While you can learn a lot about public opinion on politics by paying attention to officials’ job-approval numbers and electoral trial heats, polling on specific issues is helpful too. If, for example, the public is worried about threats to democracy, it’s bad news for the likes of Donald Trump.
Gallup’s latest monthly measurement of the “Most Important Problem Facing the U.S.” is a good indicator of how rapidly the “issue landscape” can change. The question was open-ended, which means that answers were volunteered.
In January, “coronavirus/diseases” was cited as the most important national problem by 20 percent of respondents (this put the pandemic in second place overall behind the generalized I-hate-Washington “problem” of “the government/poor leadership” cited by 23 percent). By March, only 3 percent named “coronavirus/diseases” as a top worry, the lowest level found by Gallup since the beginning of the pandemic (the highest, at 45 percent, was in April 2020). Three times as many people were worried most about the “situation with Russia and Ukraine.”
Meanwhile, three closely related issues — “high cost of living/inflation,” “economy in general,” and “fuel/oil prices” — were named as the top problem by a combined total of 16 percent of respondents in January. That number doubled to 32 percent in March.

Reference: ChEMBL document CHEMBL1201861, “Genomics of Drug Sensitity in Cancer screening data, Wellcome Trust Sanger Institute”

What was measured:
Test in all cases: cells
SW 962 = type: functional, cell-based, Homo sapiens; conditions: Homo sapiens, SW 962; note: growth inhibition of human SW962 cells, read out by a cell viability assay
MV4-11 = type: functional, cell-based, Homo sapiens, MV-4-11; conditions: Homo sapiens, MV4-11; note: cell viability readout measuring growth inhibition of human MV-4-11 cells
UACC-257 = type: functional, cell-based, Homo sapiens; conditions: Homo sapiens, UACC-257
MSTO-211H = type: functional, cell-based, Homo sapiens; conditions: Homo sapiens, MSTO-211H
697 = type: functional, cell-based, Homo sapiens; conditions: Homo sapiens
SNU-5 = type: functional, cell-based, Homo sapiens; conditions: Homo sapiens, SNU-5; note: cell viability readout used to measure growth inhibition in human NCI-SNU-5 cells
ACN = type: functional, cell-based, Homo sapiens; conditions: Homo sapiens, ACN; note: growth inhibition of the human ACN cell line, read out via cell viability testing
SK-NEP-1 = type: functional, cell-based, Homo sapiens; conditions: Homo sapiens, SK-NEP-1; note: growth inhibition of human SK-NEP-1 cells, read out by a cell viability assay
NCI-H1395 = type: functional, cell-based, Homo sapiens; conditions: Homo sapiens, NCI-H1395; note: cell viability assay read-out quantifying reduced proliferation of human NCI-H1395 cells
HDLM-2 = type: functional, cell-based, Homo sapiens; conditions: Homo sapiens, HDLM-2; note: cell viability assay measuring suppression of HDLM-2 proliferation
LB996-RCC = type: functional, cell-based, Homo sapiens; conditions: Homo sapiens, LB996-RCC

A separate Gallup battery of questions names problems and ask respondents if they worry about them “a great deal.” This approach shows a lot of fretting going on in America:
Inflation emerges as a leading public concern on this basis as well, with 59% saying they worry about it “a great deal.” It is roughly tied with the 58% worried a great deal about the economy.
Slightly smaller majorities worry this much about crime (53%) and hunger/homelessness (52%), while just under half worry about access to healthcare (49%), federal spending (48%), and the availability and affordability of energy (47%).
Closer to four in 10 worry about the environment (44%), race relations (41%), illegal immigration (41%), the Social Security system (40%), drug use (38%) and the possibility of a terrorist attack against the United States (38%).
Americans are least concerned about unemployment, with 32% saying this worries them a great deal.
This last finding is significant insofar as fighting inflation may involve policies that boost unemployment.
All in all, this is not an issue landscape conducive to Democratic odds of success in the November midterms. According to Gallup, a fifth of the public hates Washington (which is controlled by Democrats, the party of government activism) and nearly a third is upset about an economy that is operating nearly at full employment with robust growth. Given the historical pattern of significantly lower turnout of voters from the president’s party in midterm elections, the particular problem Democratic constituencies (like young voters) have showing up for non-presidential elections, and Joe Biden’s low net approval ratings, 2022 is shaping up as a good year for a Republican Party that need not show its hand in terms of what it would do with the power it seeks.